Naturally you have many questions about crane training and crane operator certification. Will all crane operators need to be certified nationwide? What is the difference between cranes in general industry vs. construction? Below you’ll find the answers to commonly asked questions in this industry.
Q: Will all crane operators need to be certified nationwide?
A: Operators of most cranes above 2,000 lbs capacity when used in construction will need to be either certified by an accredited crane operator testing organization, such as the National Commission for the Certification of Crane Operators (NCCCO), or qualified through an audited employer program [1926.1427(a)].
Q:Where in the rule can I find this information?
A: Section 1926.1427 of the new rule describes crane operator certification/qualification requirements. Option 1, which is anticipated to be the most commonly used, requires operators to be certified by a nationally accredited crane operator testing organization that tests operators through written and practical testing and providing levels of certification based on equipment capacity and type.
Q: How does OSHA define a “crane” in the new rule?
A: The standard defines a crane as “power-operated equipment that, when used in construction, can hoist, lower and horizontally move a suspended load” [1926.1401].
Q: I operate a crane with a maximum lifting capacity of 10 tons, but I never pick up loads larger than 1,500 lbs. Do I need to be certified?
A: The exclusion for cranes of 2,000 lbs. and below refers to the maximum manufacturer-rated capacity. Even if you lift lighter loads, it is the crane’s maximum-rated capacity that must be 2,000 lbs. or less for you to be exempt from the requirements of 1926.1427. Employers are still responsible for training their operators on the safe operation of the type of equipment the operator will be using [1926.1441(e)].
Q: What is the difference between cranes in general industry vs. construction? We are a crane rental company and do jobs in a lot of different environments.
A: If crane work does not fall under one of the special standards, such as Construction or Maritime, then OSHA usually considers it to fall under general industry (29 CFR 1910.180). OSHA generally considers construction to include the building, altering, or repairing of new or existing structures. Maintenance may also be considered construction depending on its complexity and scope. Since similar work can fall into either category depending on the exact nature of the job, the general rule is: Go with the stricter standard.
Q: How long is the certification good for?
A: The certification is good for 5 years. After 5 years you are required to retake the written tests, which is half of the initial tests.
Q: How long does it take to find out if you passed the written exam and the practical exam?
A: Exam scores are received by the candidate approximately 12 business days after the exam administration (written) and 12 business days after exam score sheets are received by IAI (practical).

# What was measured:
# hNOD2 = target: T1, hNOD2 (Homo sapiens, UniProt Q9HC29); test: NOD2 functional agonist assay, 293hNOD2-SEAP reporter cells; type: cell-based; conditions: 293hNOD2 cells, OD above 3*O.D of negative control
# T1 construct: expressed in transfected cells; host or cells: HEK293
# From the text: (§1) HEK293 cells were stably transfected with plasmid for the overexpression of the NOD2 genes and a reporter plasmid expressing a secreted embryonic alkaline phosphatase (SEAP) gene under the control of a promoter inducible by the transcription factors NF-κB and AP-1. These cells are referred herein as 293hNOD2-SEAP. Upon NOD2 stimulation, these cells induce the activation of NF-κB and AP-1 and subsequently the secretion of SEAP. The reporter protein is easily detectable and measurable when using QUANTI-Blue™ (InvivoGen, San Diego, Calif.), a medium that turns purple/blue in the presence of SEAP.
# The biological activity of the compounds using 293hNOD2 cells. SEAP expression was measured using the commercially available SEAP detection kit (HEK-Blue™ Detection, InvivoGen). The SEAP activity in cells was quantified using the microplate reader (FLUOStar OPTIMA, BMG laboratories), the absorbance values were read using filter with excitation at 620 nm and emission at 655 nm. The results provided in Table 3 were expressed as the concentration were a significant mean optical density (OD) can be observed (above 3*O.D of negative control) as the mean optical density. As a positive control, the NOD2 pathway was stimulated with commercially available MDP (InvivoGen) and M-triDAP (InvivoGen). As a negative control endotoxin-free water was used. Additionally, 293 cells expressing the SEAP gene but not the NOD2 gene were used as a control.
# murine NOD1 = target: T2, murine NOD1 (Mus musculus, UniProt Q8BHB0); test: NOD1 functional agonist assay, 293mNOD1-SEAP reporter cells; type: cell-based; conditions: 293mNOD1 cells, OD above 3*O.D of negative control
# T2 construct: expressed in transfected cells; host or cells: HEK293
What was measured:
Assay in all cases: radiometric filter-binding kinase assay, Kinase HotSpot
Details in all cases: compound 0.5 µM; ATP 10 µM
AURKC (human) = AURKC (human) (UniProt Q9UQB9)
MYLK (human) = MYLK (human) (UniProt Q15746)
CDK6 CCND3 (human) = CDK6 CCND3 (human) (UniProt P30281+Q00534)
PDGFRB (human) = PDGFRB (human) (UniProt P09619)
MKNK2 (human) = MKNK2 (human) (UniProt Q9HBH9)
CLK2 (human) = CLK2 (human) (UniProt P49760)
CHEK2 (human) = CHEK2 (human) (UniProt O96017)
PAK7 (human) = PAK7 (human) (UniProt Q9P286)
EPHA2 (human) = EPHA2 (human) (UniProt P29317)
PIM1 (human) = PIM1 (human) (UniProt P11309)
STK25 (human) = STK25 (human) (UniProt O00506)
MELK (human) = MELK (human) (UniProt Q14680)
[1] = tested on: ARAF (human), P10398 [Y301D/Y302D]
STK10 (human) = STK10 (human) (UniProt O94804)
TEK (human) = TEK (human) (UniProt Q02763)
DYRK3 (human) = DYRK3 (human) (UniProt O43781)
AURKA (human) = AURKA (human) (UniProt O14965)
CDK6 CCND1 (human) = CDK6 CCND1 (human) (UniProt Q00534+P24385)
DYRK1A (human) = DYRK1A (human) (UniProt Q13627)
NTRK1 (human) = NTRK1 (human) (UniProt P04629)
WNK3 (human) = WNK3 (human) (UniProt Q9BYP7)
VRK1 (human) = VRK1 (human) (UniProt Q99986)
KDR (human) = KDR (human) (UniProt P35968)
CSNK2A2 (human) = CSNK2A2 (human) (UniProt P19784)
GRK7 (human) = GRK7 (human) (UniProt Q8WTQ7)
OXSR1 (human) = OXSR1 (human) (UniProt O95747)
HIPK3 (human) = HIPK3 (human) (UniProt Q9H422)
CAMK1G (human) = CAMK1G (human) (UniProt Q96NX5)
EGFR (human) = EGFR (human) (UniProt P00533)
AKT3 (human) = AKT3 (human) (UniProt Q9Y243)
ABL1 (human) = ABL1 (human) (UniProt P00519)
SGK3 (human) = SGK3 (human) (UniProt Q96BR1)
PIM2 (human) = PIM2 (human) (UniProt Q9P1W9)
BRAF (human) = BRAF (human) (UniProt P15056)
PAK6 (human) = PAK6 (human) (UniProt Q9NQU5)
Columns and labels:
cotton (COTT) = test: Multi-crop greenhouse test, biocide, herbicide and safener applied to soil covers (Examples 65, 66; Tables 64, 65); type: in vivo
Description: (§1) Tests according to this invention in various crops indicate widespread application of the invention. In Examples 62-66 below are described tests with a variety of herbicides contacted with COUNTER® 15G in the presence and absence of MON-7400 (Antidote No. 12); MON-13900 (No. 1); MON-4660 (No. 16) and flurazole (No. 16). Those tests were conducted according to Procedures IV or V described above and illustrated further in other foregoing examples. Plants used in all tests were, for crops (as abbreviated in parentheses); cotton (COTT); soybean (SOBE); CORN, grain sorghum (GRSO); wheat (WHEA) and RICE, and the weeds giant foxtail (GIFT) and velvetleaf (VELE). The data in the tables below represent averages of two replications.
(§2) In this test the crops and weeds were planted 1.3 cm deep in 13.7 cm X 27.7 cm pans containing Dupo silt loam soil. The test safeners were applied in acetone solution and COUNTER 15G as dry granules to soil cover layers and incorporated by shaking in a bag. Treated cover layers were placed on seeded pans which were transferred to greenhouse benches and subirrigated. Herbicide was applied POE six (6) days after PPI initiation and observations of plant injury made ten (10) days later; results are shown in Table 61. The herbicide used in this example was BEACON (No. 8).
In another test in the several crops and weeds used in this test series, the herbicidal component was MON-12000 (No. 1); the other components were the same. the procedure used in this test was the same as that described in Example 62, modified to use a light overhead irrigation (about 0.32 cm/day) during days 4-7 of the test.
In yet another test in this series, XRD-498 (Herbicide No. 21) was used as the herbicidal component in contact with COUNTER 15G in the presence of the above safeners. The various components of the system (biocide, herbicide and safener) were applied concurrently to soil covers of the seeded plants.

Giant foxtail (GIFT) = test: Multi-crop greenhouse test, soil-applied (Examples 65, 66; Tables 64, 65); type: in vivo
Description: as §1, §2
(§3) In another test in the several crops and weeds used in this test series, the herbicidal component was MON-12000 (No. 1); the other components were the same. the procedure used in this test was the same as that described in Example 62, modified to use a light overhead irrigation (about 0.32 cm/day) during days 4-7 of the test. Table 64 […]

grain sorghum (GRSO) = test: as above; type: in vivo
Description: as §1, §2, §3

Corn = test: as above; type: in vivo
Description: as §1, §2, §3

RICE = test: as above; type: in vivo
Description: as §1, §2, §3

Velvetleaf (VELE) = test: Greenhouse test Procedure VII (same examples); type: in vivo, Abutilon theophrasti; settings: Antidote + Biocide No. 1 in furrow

Q: Where can I take the exam?
A: Depending on home many need to be certified, we can either do it your facility, a local hotel, or another crane company.
Q: Where can I take the practical exam? Your website indicated you will come to us. Does that mean he can take the test in our yard?
A: Yes, we can test on your equipment in your yard. It makes it easier on your operators.
Q: When will I get my CCO certification card?
A: Certified operators receive a plastic photo ID card at no cost when they certify for the first time and when they complete the requirements for re certification. CCO Cards can take up to 30 days.
Q: How can I get a duplicate certification card, replacement card or a card showing additional specialties?
A: Duplicate cards, replacement cards, cards showing certification in an additional specialty, or revision of cards for candidates who retake and pass a specialty they previously failed, may be obtained from International Assessment Institute at a cost of $25.00. To order, contact Jennifer at email@example.com or 727-449-8525.
Q: Whom do I notify of a change in address?
A: If candidates change their address they must notify CCO as soon as possible. Failure to do so may cause candidates to miss important updates on the CCO program that could affect their certification.
Changes of address should be sent to International Assessment Institute (IAI). They must be in writing, but can be sent via letter or fax. Forms can be faxed to 727-461-2746 or mailed to:
600 Cleveland St, Suite 900
Clearwater, FL 33755
Q: What would the cost be for the written and practical exams?
A: This depends on how many people are being tested. Now here is the good news too….if you have other crane companies that you deal with, and they need operators certified, they can come to your class, and you will receive $100 per person reduced from your invoice. We give group rates.